Vallarta Life: Charro Time

Vallarta Life: Charro Time


Horses were not indigenous animals to the Americas. They were brought by the Spaniards and caused great shock and fear among the natives, who were confused by these centaur-looking creatures. Word spread quickly of the monsters, who were slaughtering villages; men, women, and children. The Europeans had a great advantage and Mexico never really recovered from the invasion. It took some time to realize there was a man sitting upon a four-legged, very fast, powerful beast. It is the opinion of many historians that these tactics by conquistadors created a subservient culture, intensifying a social order that remains today.

It didn’t take a great deal of time for locals to adapt to horses. While the term vaquero applies to the working horseman, it is the charro who really shines in this role and culturally, there is definitely a difference. Charros have gone through different levels of respect and influence throughout the centuries. They began, like the working vaquero, as herders and errand runners but during the War of Independence in the early 1800’s, a charro was an esteemed soldier. After Independence was achieved in 1821, there was a division of marauders, and the respectable, law abiding charros. Bandits were often pitted against personal armies assembled by wealthy hacienda owners. Plateados, thieves who decorated themselves with stolen silver, set the charro fashions in motion and it wasn’t long before the civil Mexican cowboy was also decked out in colorful, rich costumes of their own making. Charros became the heroes of Mexico, as the government cracked down on outlaws by forming groups of militia, known as rurales, who brought law and order to the land. They wore a uniform of light grey with embroidery of silver, which remains popular today. The charro suit is completed with an impressive sombrero, tight fitting trousers for the men and elaborate full skirts for women, and a great deal of gorgeous embroidery on well tailored jackets.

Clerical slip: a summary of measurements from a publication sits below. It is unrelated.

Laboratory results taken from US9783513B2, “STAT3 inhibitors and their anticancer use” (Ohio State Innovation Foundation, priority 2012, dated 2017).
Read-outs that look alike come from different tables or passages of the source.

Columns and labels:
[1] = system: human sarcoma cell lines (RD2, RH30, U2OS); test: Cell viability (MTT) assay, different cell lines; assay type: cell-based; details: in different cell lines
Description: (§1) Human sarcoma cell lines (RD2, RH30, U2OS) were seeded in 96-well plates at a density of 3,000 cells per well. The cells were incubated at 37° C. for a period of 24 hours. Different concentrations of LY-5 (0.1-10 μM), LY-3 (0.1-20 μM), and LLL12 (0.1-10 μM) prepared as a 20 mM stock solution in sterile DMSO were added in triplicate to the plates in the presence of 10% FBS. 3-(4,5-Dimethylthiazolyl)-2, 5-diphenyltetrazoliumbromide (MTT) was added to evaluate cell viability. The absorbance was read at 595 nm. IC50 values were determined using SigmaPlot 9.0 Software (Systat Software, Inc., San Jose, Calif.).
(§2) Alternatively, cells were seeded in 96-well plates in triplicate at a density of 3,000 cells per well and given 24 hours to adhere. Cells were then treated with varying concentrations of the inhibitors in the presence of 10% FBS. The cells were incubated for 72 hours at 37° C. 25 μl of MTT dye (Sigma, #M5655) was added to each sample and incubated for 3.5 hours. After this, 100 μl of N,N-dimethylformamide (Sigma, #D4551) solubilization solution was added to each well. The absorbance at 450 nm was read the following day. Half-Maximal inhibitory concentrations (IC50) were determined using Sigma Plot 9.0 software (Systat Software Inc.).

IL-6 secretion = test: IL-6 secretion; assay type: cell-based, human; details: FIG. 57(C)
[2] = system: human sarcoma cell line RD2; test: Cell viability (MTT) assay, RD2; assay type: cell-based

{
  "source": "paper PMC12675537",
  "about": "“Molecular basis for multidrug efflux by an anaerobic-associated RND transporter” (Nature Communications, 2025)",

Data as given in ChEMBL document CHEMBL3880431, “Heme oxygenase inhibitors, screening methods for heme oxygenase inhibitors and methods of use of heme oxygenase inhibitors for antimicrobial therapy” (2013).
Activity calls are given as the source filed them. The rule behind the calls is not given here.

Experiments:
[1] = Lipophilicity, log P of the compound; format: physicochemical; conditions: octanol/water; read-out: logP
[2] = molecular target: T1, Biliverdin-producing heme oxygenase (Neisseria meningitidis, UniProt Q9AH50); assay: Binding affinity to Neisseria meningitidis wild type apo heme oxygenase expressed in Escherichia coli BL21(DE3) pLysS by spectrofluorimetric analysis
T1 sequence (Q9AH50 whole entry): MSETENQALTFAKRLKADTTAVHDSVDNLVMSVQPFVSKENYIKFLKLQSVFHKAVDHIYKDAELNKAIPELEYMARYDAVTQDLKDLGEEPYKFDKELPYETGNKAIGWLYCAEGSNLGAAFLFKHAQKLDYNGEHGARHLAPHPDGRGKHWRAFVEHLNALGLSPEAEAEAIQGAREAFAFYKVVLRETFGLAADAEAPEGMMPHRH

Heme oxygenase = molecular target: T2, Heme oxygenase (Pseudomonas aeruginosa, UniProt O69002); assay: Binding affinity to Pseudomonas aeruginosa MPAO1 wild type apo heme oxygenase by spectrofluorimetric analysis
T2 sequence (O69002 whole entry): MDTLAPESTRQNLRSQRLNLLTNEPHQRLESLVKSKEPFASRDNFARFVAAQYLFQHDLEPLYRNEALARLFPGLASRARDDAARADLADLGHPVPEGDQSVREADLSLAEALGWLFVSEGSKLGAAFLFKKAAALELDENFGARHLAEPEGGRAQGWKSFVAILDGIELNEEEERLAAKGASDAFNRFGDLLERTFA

Today charros are celebrated with parades and competitions. The Campeonato Internacional Charro will be held in Puerto Vallarta from January 30 – February 3. This charreria (charro competition) will be held in El Colorado, which is about twenty minutes east of the airport.

Public transportation is offered from Las Palmas. Take a blue city bus marked Las Palmas, and make sure it has Arena Vallarta posted in the window. You can save yourself the headache of parking and no risk getting lost.  The buses run from 10 am – 10 pm, daily during the competition. Don’t miss it!

Que es cómo es.

About Boardwalk Realty Vallarta:

Here are a few of our guiding principals at Boardwalk Realty:

“First of all, we really want to get to know you,”   When we know you, we can tailor home tours to your tastes.”

Secondly, there’s the legal side of owning in Mexico. “Besides our own experience, we can save you a lot of time and money by offering you complimentary consultations with our partner attorneys.  The nuances of how you buy here can save you a lot of money when you sell. It’s important to know what you’re doing on the purchase so that when you sell you can best use any tax advantages. This service is free to our clients and can be invaluable.”

Both partners agree that the most important element of Boardwalk Realty is our ongoing service and commitment to our clients after the sale.  We are both passionate about protecting the investment and security of our clients.  “Our clients become our friends, we see them socially, and we treat them as we would like to be treated ourselves”, adds Mike.

Boardwalk Realty Puerto Vallarta represents buyers and sellers of real estate in the entire Bay of Banderas area, and will soon add a rental and property management division.

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